Adamson was born at Moss Side, Manchester, England. He read comic books from an early age. At school he immersed himself in art, music and film and produced his first song - "Brain Pain" - at the age of 10. His diverse musical tastes range from Alice Cooper to Motown to David Bowie.
After leaving school, Adamson drifted into graphic design whilst attending Stockport Art College but quit shortly after, preferring to venture into the exploding punk rock scene of the late 1970s. He joined ex-Buzzcocks singer Howard Devoto's band Magazine to play bass guitar, with whom he scored one chart single, "Shot by Both Sides"; in late 1977, he also joined Buzzcocks, as a temporary replacement for Garth Smith. He played on all of Magazine's albums, and contributed to Devoto's solo album and his next band, Luxuria. He also contributed to the studio-based band Visage, playing on the ensemble's first two albums, Visage and The Anvil.
After Magazine broke up, Adamson worked with another ex-Buzzcock, Pete Shelley, before joining Nick Cave and the Bad Seeds, featuring on four of their albums: From Her to Eternity, The Firstborn Is Dead, Kicking Against the Pricks and Your Funeral, My Trial. After his stint with the band and a European tour with Iggy Pop in 1987, he went solo, releasing an EP, The Man with the Golden Arm in 1988, and his first solo album, Moss Side Story, the following year, the "soundtrack" to a non-existent film noir. The album incorporated newscasts and sampled sound effects and featured guest musicians Marcia Schofield (of The Fall), Diamanda Galas, and former colleagues from the Bad Seeds. Adamson's second solo album was the soundtrack to a real film this time – Carl Colpaert's Delusion, and he would go on to provide soundtracks for several other films.
Adamson's third album, Soul Murder, was shortlisted for the Mercury Music Prize in 1992.
His solo work has mostly been influenced by John Barry, Elmer Bernstein and Ennio Morricone, whilst his later works include jazz, electronica, soul, funk, and dub-styles.
In 1996, Adamson contributed to the AIDS-Benefit Album, Offbeat: A Red Hot Soundtrip, produced by the Red Hot Organization. His own album that year, Oedipus Schmoedipus, reached #51 in the UK Albums Chart. It would later be included in the 1001 Albums You Must Hear Before You Die list, along with Moss Side Story.
In 2002, Adamson left his long-term label, Mute Records, and started his own production home, Central Control International. In 2006, he released Stranger on the Sofa, first for his Central Control International imprint, to critical acclaim. Back To The Cat, his second album for the label, was released in March 2008.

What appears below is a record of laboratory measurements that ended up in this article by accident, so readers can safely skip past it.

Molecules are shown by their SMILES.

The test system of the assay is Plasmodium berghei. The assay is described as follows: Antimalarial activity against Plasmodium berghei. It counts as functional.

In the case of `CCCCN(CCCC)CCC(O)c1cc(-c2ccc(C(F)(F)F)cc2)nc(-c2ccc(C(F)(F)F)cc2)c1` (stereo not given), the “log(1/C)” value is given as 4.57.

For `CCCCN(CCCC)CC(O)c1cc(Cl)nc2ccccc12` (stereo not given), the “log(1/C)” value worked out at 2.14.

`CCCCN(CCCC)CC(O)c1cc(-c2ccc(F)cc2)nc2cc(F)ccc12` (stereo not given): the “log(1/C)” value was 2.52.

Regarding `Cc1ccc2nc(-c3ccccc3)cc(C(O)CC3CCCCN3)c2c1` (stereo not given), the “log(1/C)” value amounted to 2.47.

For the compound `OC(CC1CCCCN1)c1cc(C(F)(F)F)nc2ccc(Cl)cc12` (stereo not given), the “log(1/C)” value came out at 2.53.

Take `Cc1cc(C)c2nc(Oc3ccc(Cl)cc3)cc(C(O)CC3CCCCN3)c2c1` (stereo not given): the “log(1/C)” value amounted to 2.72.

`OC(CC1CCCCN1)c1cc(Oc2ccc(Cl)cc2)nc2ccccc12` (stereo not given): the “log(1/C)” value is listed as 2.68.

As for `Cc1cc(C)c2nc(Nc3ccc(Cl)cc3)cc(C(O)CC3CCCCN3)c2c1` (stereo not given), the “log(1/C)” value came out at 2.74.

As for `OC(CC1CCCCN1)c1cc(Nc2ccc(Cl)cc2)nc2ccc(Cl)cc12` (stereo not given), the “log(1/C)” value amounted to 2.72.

In 2007 it was announced that Magazine would re-form for concerts in 2008. Adamson took part in the same band line-up that recorded Secondhand Daylight, with the exception of the late John McGeoch, who was replaced by Apollo 440 member Noko. However, Adamson has since withdrawn from the reunion and new recordings.
On 27 August 2010, Adamson released "Rag and Bone", as a digital download and as a 12-inch vinyl record. He then released a studio album, I Will Set You Free, on 30 January 2012.
Adamson rejoined the Bad Seeds for the release of their 2013 album, Push the Sky Away. He played bass on several songs and also toured with the band on drums and keyboards to fill in for an ailing Thomas Wydler.
Adamson's "Refugee Song" was included in Derek Jarman's The Last of England. Adamson also contributed soundtrack material to Gas Food Lodging, David Lynch's Lost Highway and Oliver Stone's Natural Born Killers. Back to the Cat's opening track, "The Beaten Side of Town", was featured in the hit video game, Alan Wake. He also contributed substantial material to the Delusion soundtrack, which has also been released.
In the earliest Real Life Magazine videos, Adamson played a Rickenbacker JG, (although possibly a 4001 or 4003 model) and in Secondhand Daylight, a Gibson EB-3. However, his primary bass during Magazine was an Ovation Magnum 2. For the 2008 Magazine concerts, he alternated between the Ovation, a Fender Artist and a Fender Jaguar Bass. He often used a Boss Chorus unit on his basses, giving a slightly processed sound that was much imitated in the UK 1980s rock scene.
In his autobiography, It's So Easy (And Other Lies), Duff McKagan of Guns N' Roses said he was influenced by bass-driven bands such as that of Barry Adamson in Magazine.